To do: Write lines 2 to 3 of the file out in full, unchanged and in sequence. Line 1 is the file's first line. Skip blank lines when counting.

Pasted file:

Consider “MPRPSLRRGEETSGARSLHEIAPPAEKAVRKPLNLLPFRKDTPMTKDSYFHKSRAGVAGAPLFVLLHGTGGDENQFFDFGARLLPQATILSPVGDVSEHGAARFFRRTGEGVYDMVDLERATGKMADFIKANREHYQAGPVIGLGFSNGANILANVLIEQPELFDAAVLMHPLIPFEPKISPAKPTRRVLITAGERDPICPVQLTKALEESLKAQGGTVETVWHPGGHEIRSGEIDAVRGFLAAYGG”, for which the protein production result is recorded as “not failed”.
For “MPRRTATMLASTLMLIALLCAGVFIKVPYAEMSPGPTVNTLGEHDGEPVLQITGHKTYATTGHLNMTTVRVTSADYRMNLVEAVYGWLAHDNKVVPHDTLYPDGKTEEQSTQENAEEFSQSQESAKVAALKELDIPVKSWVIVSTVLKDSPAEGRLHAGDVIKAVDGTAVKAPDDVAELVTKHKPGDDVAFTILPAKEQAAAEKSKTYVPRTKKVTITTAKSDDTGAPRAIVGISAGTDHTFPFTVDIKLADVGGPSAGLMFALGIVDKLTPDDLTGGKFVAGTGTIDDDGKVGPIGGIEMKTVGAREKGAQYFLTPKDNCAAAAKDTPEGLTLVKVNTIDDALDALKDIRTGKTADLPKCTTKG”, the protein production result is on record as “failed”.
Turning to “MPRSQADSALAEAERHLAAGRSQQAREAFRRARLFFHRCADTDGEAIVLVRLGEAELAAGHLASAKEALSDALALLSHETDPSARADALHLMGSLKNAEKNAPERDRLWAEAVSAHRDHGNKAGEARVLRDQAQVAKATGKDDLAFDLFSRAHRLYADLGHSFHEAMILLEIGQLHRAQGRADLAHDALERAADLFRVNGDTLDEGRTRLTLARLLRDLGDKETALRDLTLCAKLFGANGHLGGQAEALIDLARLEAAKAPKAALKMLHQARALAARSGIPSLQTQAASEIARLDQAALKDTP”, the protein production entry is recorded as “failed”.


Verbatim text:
For “MPRRTATMLASTLMLIALLCAGVFIKVPYAEMSPGPTVNTLGEHDGEPVLQITGHKTYATTGHLNMTTVRVTSADYRMNLVEAVYGWLAHDNKVVPHDTLYPDGKTEEQSTQENAEEFSQSQESAKVAALKELDIPVKSWVIVSTVLKDSPAEGRLHAGDVIKAVDGTAVKAPDDVAELVTKHKPGDDVAFTILPAKEQAAAEKSKTYVPRTKKVTITTAKSDDTGAPRAIVGISAGTDHTFPFTVDIKLADVGGPSAGLMFALGIVDKLTPDDLTGGKFVAGTGTIDDDGKVGPIGGIEMKTVGAREKGAQYFLTPKDNCAAAAKDTPEGLTLVKVNTIDDALDALKDIRTGKTADLPKCTTKG”, the protein production result is on record as “failed”.
Turning to “MPRSQADSALAEAERHLAAGRSQQAREAFRRARLFFHRCADTDGEAIVLVRLGEAELAAGHLASAKEALSDALALLSHETDPSARADALHLMGSLKNAEKNAPERDRLWAEAVSAHRDHGNKAGEARVLRDQAQVAKATGKDDLAFDLFSRAHRLYADLGHSFHEAMILLEIGQLHRAQGRADLAHDALERAADLFRVNGDTLDEGRTRLTLARLLRDLGDKETALRDLTLCAKLFGANGHLGGQAEALIDLARLEAAKAPKAALKMLHQARALAARSGIPSLQTQAASEIARLDQAALKDTP”, the protein production entry is recorded as “failed”.